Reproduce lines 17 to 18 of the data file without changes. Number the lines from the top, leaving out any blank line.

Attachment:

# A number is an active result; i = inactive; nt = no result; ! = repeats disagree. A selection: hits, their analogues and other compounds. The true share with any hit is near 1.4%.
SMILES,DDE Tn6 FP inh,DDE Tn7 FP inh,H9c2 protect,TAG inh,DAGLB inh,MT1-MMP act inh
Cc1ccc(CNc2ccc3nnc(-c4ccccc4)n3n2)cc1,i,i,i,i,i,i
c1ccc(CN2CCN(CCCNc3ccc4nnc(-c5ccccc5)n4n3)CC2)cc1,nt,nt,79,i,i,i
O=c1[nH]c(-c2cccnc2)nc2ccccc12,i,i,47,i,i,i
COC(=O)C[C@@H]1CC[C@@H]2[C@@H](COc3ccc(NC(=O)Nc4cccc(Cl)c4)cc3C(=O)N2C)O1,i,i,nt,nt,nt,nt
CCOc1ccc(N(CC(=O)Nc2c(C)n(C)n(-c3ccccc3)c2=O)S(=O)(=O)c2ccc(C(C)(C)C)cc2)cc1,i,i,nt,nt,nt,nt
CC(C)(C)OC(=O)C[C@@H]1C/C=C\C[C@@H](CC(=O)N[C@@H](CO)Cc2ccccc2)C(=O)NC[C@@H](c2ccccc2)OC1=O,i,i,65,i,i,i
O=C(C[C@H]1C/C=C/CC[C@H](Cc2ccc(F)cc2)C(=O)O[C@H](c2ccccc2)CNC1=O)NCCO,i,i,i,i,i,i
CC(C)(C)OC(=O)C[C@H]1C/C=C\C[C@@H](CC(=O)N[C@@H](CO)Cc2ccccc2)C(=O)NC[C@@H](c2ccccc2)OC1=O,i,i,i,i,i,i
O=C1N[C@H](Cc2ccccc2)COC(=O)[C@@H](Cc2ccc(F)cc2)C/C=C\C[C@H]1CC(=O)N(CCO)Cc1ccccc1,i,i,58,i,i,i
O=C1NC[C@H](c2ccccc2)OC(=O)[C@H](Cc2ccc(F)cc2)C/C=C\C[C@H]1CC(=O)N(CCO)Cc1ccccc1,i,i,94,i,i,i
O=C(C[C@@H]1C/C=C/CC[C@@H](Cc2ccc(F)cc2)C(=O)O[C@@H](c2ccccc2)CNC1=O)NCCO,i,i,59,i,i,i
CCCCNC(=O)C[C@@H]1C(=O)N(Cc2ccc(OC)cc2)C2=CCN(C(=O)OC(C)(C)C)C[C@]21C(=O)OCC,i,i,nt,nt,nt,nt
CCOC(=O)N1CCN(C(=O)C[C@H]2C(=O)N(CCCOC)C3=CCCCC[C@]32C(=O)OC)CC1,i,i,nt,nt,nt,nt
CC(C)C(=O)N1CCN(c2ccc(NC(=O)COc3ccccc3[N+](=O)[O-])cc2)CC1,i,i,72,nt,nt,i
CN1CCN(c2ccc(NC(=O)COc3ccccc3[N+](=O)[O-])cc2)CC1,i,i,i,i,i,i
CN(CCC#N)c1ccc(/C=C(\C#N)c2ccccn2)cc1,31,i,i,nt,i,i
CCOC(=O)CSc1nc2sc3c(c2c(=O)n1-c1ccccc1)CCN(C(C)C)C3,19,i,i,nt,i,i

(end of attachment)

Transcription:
CN1CCN(c2ccc(NC(=O)COc3ccccc3[N+](=O)[O-])cc2)CC1,i,i,i,i,i,i
CN(CCC#N)c1ccc(/C=C(\C#N)c2ccccn2)cc1,31,i,i,nt,i,i